As you may know, many high schools offer Advanced Placement(AP) Courses created to guide students through the curriculum needed to successfully pass the relevant AP Exam. These courses are often catered to make high schoolers believe that they are at the same level as college courses. This, however, is not the case. Many students who have taken AP courses and gone to college are shocked at the difference in expectations/habits. Here are some things your AP teacher never told you.
Not every teacher is going to be the same when it comes to formatting your papers. Some require MLA while others want APA. Not every teacher wants an extremely intricate title of over 4 lines. Typically, they want something straight to the point that actually addresses what is within the paper. Thesis’ are a whole different story. The traditional “three-prong” thesis is not always accepted by professors. Some want more and for this a helpful tip is to check if the school has a writing center. Often time going at least once a semester is mandated anyway, and they are a good help to see where you are formatting wise.
The amount of teachers that allow cheat sheets of some type in college is actually shocking. You just have to find the right ones. Make sure to get in contact with upper classmen to know what professors to take. Despite this, it is important to know how to take the time to study. If you aren’t used to studying gradually over the semester and like to cram it all in that is not a good technique. Some teachers like to have pop quizzes which can really wreck your grades. Hopefully they will state that in your syllabus, but that is not guaranteed. Make sure to allocate at least an hour a day to studying for a subject. You can vary which subject it is that you study each day, but by getting into the habit of blocking out distractions and just studying, you’ll be more prepared come midterm and finals week.
Falling in Love with the Syllabus
Syllabus week otherwise known as syllabus day is an instrumental part of your semester. People call it the easiest week of the year but it can easily be one of the busiest. You’re getting 4+ syllabi with a boat load of assignments. This is when you should take the time to either get a planner and write out all of your assignments or make an excel spreadsheet with all of the assignments you have due every day for the entire semester. This may seem tedious but in the long run it is extremely worth it. Teachers aren’t always going to remind you when your papers are due or when tests are coming up. If it is on the syllabus you’re expected to know it. I remember walking into class one day, being handed a quiz and wondering where it came from. There are not nearly as many quizzes and tests in college so doing well on the majority of them is essential to keeping your grades up. By tracking them you’ll have adequate time to study and know when you have the best opportunity to relax.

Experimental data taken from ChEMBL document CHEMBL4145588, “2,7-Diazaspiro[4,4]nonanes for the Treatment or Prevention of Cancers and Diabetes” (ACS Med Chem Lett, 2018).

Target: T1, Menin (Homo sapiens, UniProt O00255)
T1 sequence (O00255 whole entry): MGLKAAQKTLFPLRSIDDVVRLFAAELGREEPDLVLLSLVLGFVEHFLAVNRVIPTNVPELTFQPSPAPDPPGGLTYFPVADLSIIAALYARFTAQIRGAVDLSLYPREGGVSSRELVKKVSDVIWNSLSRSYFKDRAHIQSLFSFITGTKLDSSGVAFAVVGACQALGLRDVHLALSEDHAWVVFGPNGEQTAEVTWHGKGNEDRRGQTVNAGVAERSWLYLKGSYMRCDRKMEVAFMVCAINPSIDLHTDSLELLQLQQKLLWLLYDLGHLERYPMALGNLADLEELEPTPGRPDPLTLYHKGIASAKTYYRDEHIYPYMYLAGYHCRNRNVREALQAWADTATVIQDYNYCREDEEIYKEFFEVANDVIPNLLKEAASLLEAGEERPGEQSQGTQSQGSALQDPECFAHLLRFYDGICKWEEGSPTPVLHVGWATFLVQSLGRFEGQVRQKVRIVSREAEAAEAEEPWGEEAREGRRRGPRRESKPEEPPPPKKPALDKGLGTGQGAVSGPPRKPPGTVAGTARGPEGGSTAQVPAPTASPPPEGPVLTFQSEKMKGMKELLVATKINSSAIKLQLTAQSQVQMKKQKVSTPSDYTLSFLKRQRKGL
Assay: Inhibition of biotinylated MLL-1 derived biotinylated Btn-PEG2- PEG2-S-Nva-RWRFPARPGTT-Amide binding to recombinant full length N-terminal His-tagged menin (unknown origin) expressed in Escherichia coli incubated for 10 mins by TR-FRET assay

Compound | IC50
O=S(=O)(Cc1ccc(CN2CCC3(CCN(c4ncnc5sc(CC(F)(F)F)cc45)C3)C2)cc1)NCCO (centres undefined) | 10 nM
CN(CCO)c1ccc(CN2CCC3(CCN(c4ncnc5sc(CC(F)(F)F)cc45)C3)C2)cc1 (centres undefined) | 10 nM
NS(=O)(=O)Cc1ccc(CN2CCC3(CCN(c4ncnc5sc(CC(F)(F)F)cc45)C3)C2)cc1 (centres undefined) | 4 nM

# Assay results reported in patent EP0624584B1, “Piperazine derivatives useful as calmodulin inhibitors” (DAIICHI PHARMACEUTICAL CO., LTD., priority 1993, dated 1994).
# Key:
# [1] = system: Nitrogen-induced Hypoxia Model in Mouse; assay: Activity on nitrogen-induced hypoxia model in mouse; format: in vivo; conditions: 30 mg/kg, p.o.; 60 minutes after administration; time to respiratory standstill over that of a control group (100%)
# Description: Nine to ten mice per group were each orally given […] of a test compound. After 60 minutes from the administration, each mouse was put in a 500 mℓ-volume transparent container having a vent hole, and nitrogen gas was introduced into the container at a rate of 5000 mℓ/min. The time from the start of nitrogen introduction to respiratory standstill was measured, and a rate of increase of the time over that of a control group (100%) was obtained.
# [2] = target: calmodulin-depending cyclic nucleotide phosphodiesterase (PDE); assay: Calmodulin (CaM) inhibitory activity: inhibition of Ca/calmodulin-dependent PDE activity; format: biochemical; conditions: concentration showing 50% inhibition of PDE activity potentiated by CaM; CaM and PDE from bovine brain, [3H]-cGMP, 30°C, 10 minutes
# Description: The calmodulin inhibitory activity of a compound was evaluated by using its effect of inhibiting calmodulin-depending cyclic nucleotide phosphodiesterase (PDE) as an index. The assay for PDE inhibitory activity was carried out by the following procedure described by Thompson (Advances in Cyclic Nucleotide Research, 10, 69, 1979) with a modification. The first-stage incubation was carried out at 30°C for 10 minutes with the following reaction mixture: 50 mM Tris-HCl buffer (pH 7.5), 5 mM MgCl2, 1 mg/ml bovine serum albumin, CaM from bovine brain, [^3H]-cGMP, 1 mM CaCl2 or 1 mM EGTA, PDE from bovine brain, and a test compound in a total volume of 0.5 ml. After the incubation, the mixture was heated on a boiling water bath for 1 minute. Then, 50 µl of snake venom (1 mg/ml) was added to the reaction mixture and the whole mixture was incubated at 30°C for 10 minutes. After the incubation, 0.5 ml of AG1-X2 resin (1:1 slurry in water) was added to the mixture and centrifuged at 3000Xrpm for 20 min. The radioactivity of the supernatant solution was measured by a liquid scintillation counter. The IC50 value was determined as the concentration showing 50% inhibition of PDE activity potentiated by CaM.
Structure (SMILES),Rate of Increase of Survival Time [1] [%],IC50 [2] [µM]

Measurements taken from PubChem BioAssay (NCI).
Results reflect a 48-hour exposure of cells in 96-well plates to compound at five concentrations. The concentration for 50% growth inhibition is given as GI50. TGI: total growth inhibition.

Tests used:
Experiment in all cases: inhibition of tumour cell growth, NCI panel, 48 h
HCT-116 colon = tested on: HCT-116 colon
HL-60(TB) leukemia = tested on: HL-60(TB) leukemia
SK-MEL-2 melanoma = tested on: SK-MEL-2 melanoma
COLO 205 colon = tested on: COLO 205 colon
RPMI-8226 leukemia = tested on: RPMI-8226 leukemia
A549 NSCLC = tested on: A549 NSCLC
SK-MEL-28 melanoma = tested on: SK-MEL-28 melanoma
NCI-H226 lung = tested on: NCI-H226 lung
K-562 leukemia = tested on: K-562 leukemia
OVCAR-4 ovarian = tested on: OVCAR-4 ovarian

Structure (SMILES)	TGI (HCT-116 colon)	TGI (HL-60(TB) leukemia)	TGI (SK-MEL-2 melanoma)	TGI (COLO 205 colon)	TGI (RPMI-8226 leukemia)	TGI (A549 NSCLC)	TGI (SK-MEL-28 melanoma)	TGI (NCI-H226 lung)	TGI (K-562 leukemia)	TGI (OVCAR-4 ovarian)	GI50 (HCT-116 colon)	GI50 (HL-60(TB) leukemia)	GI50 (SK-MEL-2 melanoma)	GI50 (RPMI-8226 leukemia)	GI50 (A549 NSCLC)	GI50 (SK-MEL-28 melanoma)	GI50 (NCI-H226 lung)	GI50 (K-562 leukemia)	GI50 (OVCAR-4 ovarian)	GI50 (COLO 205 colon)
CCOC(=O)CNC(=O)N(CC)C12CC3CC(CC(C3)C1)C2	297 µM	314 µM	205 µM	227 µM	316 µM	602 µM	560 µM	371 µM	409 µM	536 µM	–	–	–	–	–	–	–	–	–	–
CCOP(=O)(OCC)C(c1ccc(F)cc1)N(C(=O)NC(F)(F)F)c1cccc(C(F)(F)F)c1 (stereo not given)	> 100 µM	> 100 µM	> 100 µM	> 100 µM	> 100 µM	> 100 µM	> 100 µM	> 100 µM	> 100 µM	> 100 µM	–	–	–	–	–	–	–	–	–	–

Making Friends in Class
Now unless you attend a college that a lot of your classmates go to its likely you won’t know many people coming into college. If you are sick in high school and you miss the work you probably knew plenty of people to get the notes from. It is very important that you try to meet at least 3 people in any class so that if you are absent you can go to them and ask what you missed. If you only are friends with people you may have met in clubs/sports teams and you all travel together, that means you all miss class together. In other words, you’ll have no one to get the notes from. While you can ask the teacher sometimes they forget important things that were said in class and aren’t able to point them out to you. Your friends would be able to do this.
Most teachers have office hours which are essential to both your grade and your general understanding. Unlike in AP classes where you have an entire year worth of classes, in college you only have a semester. A semester has more frequent breaks and the information is compacted. This means you have to do a lot of self learning.
This can be a problem for those who aren’t used to teaching themselves which is why office hours are so great. This is a time where you can get one-on-one instruction with the teacher on concepts you didn’t understand in class or something that the text book didn’t explain well. Most teachers appreciate the extra effort you take to master the concepts of their subjects. This appreciation can lead to a few points here or there or even letters of recommendation in the future.
While AP courses give you a good base fundamentally, they do not totally prepare you for college. Just because you got a 5 on your AP exam and decide to retake the subject, does not mean you will get an A in the class. Many students have done poorer than expected because rather than studying they assumed they knew everything since they “passed” the exam. Make sure to study, utilize office hours, and follow that syllabus. Just because you are an AP Scholar with distinction, know that it does not exempt you from getting a bad grade.